In 1996, the MOBO Awards were born. So step into the MOBO archive, which takes you all the way from 1996 up to the present day - through winners, quotes, playlists, performances, nostalgia, presenters and so much more. We've got everything you ever wanted to know...
Hosted once more by Mel B and Sarah-Jane Crawford, the 19th annual MOBO Awards in Wembley had a sensational line-up with performances from Jessie J, Krept and Konan, Nicole Scherzinger, Professor Green, Tori Kelly, Ella Eyre, Jeremih, Ghetts, Fekky, Little Simz, Candi Staton, Meridian Dan, Gorgon City, MNEK and Jess Glynne. Stars including Tinie Tempah, Tyga, Eve, K. Michelle, Kid Ink, Little Mix, Nicola Adams MBE, David Haye, Myleene Klass and more attended.
For the first time, the awards were held at the newly built Hydro arena in Glasgow. The theme of the night was to celebrate 18 years of the MOBO Awards (MOBO18). Trevor Nelson co-hosted the event alongside Sarah-Jane Crawford, and celebrities including Jazzie B, MKS, Stooshe, Ms Dynamite, Craig David, Katy B and more attended.
It was a huge night for the MOBO Awards, a vintage year for us - great British success story Emeli Sandé walked away with awards for Best Female, Best Album and Best R&B/Soul while Plan B took Best Male Act and Best Hip Hop/Grime. We had some vintage performances from great British talent in a signature year full of worldwide trending topics.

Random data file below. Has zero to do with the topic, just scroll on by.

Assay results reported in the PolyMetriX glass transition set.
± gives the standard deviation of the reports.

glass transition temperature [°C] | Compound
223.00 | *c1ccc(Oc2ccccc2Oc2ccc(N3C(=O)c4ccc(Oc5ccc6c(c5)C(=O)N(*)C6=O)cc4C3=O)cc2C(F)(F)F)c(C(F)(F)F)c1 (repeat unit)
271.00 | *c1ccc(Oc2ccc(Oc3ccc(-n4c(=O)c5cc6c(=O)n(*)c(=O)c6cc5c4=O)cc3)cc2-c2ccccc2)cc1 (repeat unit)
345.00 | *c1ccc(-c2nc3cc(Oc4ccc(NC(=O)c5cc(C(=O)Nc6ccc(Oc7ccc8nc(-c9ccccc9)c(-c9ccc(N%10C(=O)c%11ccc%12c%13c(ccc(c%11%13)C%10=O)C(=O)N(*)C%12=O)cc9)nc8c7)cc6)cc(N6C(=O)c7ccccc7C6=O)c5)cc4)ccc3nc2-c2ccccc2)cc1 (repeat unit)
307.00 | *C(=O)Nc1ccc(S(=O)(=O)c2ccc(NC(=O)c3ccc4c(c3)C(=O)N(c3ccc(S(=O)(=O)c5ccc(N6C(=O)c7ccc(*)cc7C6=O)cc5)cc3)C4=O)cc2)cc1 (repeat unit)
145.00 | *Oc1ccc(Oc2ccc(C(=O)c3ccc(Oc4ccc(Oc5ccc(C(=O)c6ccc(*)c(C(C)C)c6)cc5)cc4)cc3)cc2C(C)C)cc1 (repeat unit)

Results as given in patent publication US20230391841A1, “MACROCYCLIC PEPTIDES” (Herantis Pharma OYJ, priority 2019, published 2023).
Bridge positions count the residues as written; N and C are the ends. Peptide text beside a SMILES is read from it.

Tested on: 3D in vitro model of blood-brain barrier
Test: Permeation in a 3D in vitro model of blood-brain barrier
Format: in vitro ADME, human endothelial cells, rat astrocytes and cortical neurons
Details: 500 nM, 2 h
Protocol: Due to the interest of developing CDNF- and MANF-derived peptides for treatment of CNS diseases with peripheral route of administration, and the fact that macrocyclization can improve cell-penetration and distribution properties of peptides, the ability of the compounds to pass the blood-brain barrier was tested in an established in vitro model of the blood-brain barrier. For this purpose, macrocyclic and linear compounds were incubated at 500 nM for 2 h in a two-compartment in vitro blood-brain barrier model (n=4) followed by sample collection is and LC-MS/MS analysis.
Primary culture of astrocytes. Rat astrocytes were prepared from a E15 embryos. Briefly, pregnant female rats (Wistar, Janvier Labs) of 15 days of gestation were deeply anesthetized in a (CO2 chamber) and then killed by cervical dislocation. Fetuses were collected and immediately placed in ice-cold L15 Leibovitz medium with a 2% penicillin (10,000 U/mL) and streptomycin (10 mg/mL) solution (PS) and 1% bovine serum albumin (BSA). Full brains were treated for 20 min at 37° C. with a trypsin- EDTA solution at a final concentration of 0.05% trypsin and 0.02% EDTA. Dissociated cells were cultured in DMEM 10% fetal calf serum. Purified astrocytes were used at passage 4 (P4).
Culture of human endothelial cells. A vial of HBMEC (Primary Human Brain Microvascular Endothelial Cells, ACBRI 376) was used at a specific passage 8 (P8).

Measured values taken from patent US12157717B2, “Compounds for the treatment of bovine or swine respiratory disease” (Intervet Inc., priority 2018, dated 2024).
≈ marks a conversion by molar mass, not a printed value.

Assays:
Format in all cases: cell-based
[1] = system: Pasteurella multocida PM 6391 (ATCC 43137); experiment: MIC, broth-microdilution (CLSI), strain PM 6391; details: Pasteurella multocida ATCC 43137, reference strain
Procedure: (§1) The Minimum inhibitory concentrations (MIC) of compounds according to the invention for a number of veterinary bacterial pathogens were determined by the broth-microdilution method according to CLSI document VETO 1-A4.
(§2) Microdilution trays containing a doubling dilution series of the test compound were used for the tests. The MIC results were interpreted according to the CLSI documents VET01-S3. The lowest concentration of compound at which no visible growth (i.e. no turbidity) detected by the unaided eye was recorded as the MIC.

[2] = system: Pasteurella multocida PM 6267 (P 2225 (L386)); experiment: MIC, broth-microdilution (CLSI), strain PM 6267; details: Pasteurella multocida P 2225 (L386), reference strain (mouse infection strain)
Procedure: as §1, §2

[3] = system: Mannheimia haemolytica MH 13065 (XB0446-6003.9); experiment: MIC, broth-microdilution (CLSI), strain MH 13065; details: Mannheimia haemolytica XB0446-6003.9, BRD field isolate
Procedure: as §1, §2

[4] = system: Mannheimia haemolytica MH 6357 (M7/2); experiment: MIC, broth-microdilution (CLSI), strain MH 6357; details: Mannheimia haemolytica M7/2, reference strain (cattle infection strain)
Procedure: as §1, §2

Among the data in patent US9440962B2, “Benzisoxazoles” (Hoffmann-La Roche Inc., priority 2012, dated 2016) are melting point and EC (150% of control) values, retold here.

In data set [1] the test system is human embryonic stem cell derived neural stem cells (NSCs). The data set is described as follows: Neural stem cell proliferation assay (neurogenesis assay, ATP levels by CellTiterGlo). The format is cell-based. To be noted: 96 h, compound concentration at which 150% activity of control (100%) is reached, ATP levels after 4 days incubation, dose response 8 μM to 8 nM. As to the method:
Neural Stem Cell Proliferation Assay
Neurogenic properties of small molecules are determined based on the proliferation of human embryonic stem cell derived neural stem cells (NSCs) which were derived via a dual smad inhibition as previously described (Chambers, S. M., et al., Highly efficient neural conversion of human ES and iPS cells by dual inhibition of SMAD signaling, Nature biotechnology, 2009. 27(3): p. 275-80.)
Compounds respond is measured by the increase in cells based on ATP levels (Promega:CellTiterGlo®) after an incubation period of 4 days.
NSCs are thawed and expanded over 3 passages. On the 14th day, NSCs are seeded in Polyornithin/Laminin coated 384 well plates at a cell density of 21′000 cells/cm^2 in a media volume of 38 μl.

The MOBO Awards 2011 belonged to Jessie J, who walked away with a blinding four awards for Best UK Act, Best Newcomer, Best Song (‘Do It Like A Dude’) and Best Album (Who You Are). Born Jessica Cornish, the former behind-the-scenes songwriter (Chris Brown, Miley Cyrus) came storming into the UK charts in late 2010 and saw her career grow from there.
It was Written In The Stars that the 2010 MOBO Awards would belong to Tinie Tempah, who left with Best Newcomer and Best Video. It was an amazing year for Tinie, who was at the 2009 Awards in Glasgow as a fan and said “it’s nice to finally receive an award and finally be nominated – and to finally win something”. “We did it,” he exclaimed on picking up his awards. Professor Green left with Best UK Hip Hop/Grime Act.
The 2009 MOBO Awards was an historic night for UK talent. On one of the music's biggest nights, homegrown talent not only came together, but also took home the gold... A tribute performance was dedicated to Michael Jackson, who was honoured with the MOBO Lifetime Achievement Award, and the Young Soul Rebels performed their charity single, "I Got Soul". Reggie Yates and Keri Hilson hosted the awards, with JLS taking two awards away on the night.
Hosted by Mel B and Reverend Run, the 2008 MOBO Awards took place at Wembley Arena. it was a night when British R&B stars including Estelle and Leona Lewis broke the tradition of losing to their US counterparts. Estelle's 'American Boy', a collaboration with Kanye West, was one of the great successes of the year - a global runaway hit.